China – Ofcom’s sanctions headache

Ofcom’s decision (Bulletin 406) to find China’s state TV station broke fairness and privacy rules by broadcasting the ‘forced confession’ of British former journalist Peter Humphrey (pictured) has thrust the regulator onto the sharp horns of a high profile sanctions… Continue

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The importance of consent when filming

It is crucial for broadcasters to get appropriate consent from people being filmed. In a sensible and well-reasoned not in breach privacy decision on  Channel 5’s Fatal Fog: Winter Road Rescue (pictured), Ofcom sets out the sort of factors it… Continue

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When is an Ofcom sanction NOT an Ofcom sanction?

This issue was highlighted by the recent Ofcom decision to order Channel 4 News to broadcast a summary of its determination that the programme had seriously breached Rule 5.1 of the Broadcasting Code (lack of due accuracy in news).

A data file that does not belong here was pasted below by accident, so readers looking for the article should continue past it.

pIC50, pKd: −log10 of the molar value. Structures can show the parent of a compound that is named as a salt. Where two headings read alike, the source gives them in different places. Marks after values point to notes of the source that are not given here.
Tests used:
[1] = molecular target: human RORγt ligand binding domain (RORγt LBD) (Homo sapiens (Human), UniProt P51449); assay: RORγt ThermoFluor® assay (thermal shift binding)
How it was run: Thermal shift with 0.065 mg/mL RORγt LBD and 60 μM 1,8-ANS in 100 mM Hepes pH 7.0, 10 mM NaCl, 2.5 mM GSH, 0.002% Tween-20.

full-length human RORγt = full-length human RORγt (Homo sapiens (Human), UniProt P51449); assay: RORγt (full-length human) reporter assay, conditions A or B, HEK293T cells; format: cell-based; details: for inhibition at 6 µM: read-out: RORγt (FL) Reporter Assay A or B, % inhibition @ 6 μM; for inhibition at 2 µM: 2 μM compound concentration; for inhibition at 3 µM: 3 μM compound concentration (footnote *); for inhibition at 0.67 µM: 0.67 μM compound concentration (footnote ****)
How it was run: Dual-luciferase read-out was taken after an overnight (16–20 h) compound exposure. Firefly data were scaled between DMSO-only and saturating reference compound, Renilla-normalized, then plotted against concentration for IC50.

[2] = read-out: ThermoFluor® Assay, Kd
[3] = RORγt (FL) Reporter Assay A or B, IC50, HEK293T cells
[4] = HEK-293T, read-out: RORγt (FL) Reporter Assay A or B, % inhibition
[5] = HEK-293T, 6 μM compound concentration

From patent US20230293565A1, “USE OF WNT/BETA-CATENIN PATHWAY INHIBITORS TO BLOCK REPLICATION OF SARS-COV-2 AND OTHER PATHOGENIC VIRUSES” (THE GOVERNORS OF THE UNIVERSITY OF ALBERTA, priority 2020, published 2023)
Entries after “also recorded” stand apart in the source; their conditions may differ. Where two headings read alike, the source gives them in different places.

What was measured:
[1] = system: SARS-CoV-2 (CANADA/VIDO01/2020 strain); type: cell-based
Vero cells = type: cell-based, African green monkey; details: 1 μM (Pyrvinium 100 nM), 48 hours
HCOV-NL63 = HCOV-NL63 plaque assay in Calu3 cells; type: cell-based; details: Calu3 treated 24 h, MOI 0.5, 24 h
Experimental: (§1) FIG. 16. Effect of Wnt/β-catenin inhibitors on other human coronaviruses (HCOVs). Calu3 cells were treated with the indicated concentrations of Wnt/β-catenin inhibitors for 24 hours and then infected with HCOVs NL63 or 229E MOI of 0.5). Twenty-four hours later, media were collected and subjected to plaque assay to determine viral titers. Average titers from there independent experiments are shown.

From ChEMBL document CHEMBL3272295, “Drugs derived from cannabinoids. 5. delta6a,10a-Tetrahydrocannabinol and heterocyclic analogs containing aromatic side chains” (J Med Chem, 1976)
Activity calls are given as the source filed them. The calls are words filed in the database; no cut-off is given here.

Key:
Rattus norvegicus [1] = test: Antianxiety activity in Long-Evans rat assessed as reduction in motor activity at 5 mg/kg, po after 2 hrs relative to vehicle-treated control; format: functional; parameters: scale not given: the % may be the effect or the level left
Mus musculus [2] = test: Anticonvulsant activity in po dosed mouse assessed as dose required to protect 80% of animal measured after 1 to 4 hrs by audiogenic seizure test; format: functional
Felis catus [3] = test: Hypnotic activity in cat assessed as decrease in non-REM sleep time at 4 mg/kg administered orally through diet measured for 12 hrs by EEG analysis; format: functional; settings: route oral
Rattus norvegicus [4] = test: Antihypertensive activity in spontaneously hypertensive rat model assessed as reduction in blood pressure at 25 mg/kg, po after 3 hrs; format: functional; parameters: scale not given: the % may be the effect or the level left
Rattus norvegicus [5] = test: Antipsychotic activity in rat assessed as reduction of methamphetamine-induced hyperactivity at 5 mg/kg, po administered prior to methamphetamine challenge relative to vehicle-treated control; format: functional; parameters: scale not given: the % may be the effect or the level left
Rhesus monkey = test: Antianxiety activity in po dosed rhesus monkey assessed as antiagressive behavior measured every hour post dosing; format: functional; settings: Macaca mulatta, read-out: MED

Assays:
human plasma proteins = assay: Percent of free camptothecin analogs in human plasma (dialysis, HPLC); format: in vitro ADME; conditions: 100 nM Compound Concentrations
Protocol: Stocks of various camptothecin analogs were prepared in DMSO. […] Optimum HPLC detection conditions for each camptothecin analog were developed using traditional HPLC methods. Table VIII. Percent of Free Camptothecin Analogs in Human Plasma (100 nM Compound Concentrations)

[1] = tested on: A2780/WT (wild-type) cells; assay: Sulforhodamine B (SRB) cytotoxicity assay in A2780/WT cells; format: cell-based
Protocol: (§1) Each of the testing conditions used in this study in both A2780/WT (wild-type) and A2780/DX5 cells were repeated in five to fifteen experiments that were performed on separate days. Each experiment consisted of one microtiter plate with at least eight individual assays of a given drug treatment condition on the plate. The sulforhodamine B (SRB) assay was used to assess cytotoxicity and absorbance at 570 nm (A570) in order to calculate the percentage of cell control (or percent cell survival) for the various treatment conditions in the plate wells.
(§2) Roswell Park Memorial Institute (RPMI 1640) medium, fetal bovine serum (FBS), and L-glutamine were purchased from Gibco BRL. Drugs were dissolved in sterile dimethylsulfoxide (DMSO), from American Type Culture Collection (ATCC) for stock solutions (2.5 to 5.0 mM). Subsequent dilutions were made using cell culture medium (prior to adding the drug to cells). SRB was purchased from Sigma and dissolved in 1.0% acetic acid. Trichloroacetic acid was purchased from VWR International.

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Ofcom, BBC and due impartiality: six months on

No – they are not hunting for an Ofcom decision on the BBC and due impartiality – but for snails. They might as well have been hunting for that elusive Ofcom published decision though because there have not been any.

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The issue worth £150m a year to broadcasters

While you were away on holiday you may not have noticed that the issue of children’s exposure to gambling adverts exploded into the headlines again. The amount spend on TV gambling adverts last year jumped by 43% to £150 million compared to 2012.

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Three things you should know about Ofcom and terrorism

FIRST – Ofcom has new powers to revoke licences of radio stations that broadcast terrorist material. This week saw Ofcom use for the first time its powers to suspend and then close down a radio station for serious breaches of the Broadcasting Code.

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Freaking Versus Fu**ing: Broadcasters Beware?

Has Ofcom increased the liability of broadcasters for the most offensive language? That may be the implication of the Resolved finding against Channel 5 for an edition of the ‘Wright Stuff’ published in today’s Ofcom Bulletin.

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